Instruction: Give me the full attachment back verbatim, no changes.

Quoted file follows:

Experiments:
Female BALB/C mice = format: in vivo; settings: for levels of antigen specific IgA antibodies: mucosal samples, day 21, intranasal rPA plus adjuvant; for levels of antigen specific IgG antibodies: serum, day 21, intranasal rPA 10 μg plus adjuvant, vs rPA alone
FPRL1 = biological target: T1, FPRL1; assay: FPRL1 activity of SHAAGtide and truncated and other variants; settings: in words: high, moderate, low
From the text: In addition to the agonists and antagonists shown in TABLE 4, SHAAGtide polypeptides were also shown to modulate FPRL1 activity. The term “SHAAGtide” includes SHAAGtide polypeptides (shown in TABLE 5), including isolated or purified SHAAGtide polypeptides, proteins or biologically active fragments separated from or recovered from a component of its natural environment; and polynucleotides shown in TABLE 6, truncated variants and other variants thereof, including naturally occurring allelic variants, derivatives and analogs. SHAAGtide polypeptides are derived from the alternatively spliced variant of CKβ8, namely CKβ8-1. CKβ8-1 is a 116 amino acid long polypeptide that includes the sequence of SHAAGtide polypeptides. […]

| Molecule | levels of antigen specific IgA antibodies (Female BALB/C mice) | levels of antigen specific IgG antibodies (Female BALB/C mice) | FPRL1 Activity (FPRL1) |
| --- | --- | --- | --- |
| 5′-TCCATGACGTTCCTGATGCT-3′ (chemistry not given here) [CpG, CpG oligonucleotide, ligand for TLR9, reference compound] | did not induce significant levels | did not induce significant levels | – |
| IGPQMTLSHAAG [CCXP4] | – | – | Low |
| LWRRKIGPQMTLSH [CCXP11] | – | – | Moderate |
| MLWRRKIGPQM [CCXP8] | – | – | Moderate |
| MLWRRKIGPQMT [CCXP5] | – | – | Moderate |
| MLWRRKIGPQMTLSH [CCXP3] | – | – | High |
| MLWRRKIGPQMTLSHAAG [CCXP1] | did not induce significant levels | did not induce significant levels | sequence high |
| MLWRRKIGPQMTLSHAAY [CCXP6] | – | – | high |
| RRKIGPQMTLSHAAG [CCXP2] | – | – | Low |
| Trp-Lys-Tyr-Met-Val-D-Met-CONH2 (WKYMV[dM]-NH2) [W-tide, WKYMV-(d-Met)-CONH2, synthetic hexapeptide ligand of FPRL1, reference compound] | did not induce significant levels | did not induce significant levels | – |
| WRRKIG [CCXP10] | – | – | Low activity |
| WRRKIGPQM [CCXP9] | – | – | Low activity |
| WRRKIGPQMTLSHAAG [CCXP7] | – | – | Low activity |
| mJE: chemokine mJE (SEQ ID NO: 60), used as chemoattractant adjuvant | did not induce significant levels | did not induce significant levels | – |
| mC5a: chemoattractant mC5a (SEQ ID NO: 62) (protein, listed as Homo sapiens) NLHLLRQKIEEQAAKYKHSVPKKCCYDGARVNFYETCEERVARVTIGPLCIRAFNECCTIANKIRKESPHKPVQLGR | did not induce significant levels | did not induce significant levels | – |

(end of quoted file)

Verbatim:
Experiments:
Female BALB/C mice = format: in vivo; settings: for levels of antigen specific IgA antibodies: mucosal samples, day 21, intranasal rPA plus adjuvant; for levels of antigen specific IgG antibodies: serum, day 21, intranasal rPA 10 μg plus adjuvant, vs rPA alone
FPRL1 = biological target: T1, FPRL1; assay: FPRL1 activity of SHAAGtide and truncated and other variants; settings: in words: high, moderate, low
From the text: In addition to the agonists and antagonists shown in TABLE 4, SHAAGtide polypeptides were also shown to modulate FPRL1 activity. The term “SHAAGtide” includes SHAAGtide polypeptides (shown in TABLE 5), including isolated or purified SHAAGtide polypeptides, proteins or biologically active fragments separated from or recovered from a component of its natural environment; and polynucleotides shown in TABLE 6, truncated variants and other variants thereof, including naturally occurring allelic variants, derivatives and analogs. SHAAGtide polypeptides are derived from the alternatively spliced variant of CKβ8, namely CKβ8-1. CKβ8-1 is a 116 amino acid long polypeptide that includes the sequence of SHAAGtide polypeptides. […]

| Molecule | levels of antigen specific IgA antibodies (Female BALB/C mice) | levels of antigen specific IgG antibodies (Female BALB/C mice) | FPRL1 Activity (FPRL1) |
| --- | --- | --- | --- |
| 5′-TCCATGACGTTCCTGATGCT-3′ (chemistry not given here) [CpG, CpG oligonucleotide, ligand for TLR9, reference compound] | did not induce significant levels | did not induce significant levels | – |
| IGPQMTLSHAAG [CCXP4] | – | – | Low |
| LWRRKIGPQMTLSH [CCXP11] | – | – | Moderate |
| MLWRRKIGPQM [CCXP8] | – | – | Moderate |
| MLWRRKIGPQMT [CCXP5] | – | – | Moderate |
| MLWRRKIGPQMTLSH [CCXP3] | – | – | High |
| MLWRRKIGPQMTLSHAAG [CCXP1] | did not induce significant levels | did not induce significant levels | sequence high |
| MLWRRKIGPQMTLSHAAY [CCXP6] | – | – | high |
| RRKIGPQMTLSHAAG [CCXP2] | – | – | Low |
| Trp-Lys-Tyr-Met-Val-D-Met-CONH2 (WKYMV[dM]-NH2) [W-tide, WKYMV-(d-Met)-CONH2, synthetic hexapeptide ligand of FPRL1, reference compound] | did not induce significant levels | did not induce significant levels | – |
| WRRKIG [CCXP10] | – | – | Low activity |
| WRRKIGPQM [CCXP9] | – | – | Low activity |
| WRRKIGPQMTLSHAAG [CCXP7] | – | – | Low activity |
| mJE: chemokine mJE (SEQ ID NO: 60), used as chemoattractant adjuvant | did not induce significant levels | did not induce significant levels | – |
| mC5a: chemoattractant mC5a (SEQ ID NO: 62) (protein, listed as Homo sapiens) NLHLLRQKIEEQAAKYKHSVPKKCCYDGARVNFYETCEERVARVTIGPLCIRAFNECCTIANKIRKESPHKPVQLGR | did not induce significant levels | did not induce significant levels | – |